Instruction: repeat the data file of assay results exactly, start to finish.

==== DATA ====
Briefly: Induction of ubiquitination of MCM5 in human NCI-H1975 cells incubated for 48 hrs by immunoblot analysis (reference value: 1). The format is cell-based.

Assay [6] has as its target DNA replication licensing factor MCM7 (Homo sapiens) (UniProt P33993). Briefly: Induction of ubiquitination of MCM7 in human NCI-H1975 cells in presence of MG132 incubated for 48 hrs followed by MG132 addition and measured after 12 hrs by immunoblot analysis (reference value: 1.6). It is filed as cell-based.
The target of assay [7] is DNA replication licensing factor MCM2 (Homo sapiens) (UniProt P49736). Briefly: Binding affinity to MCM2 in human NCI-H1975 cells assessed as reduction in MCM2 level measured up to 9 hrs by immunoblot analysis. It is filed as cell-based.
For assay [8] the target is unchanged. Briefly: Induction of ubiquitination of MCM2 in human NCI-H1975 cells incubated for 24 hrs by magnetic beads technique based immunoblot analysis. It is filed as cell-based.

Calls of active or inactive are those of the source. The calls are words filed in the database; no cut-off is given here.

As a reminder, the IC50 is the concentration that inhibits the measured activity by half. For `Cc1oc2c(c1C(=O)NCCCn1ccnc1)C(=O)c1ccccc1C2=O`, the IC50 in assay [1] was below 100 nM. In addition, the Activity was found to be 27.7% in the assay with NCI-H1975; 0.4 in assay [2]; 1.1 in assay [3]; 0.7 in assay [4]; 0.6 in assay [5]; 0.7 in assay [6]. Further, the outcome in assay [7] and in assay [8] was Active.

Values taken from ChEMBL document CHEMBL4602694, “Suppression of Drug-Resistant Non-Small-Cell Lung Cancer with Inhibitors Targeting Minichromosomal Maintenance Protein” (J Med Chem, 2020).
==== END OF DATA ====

Briefly: Induction of ubiquitination of MCM5 in human NCI-H1975 cells incubated for 48 hrs by immunoblot analysis (reference value: 1). The format is cell-based.

Assay [6] has as its target DNA replication licensing factor MCM7 (Homo sapiens) (UniProt P33993). Briefly: Induction of ubiquitination of MCM7 in human NCI-H1975 cells in presence of MG132 incubated for 48 hrs followed by MG132 addition and measured after 12 hrs by immunoblot analysis (reference value: 1.6). It is filed as cell-based.
The target of assay [7] is DNA replication licensing factor MCM2 (Homo sapiens) (UniProt P49736). Briefly: Binding affinity to MCM2 in human NCI-H1975 cells assessed as reduction in MCM2 level measured up to 9 hrs by immunoblot analysis. It is filed as cell-based.
For assay [8] the target is unchanged. Briefly: Induction of ubiquitination of MCM2 in human NCI-H1975 cells incubated for 24 hrs by magnetic beads technique based immunoblot analysis. It is filed as cell-based.

Calls of active or inactive are those of the source. The calls are words filed in the database; no cut-off is given here.

As a reminder, the IC50 is the concentration that inhibits the measured activity by half. For `Cc1oc2c(c1C(=O)NCCCn1ccnc1)C(=O)c1ccccc1C2=O`, the IC50 in assay [1] was below 100 nM. In addition, the Activity was found to be 27.7% in the assay with NCI-H1975; 0.4 in assay [2]; 1.1 in assay [3]; 0.7 in assay [4]; 0.6 in assay [5]; 0.7 in assay [6]. Further, the outcome in assay [7] and in assay [8] was Active.

Values taken from ChEMBL document CHEMBL4602694, “Suppression of Drug-Resistant Non-Small-Cell Lung Cancer with Inhibitors Targeting Minichromosomal Maintenance Protein” (J Med Chem, 2020).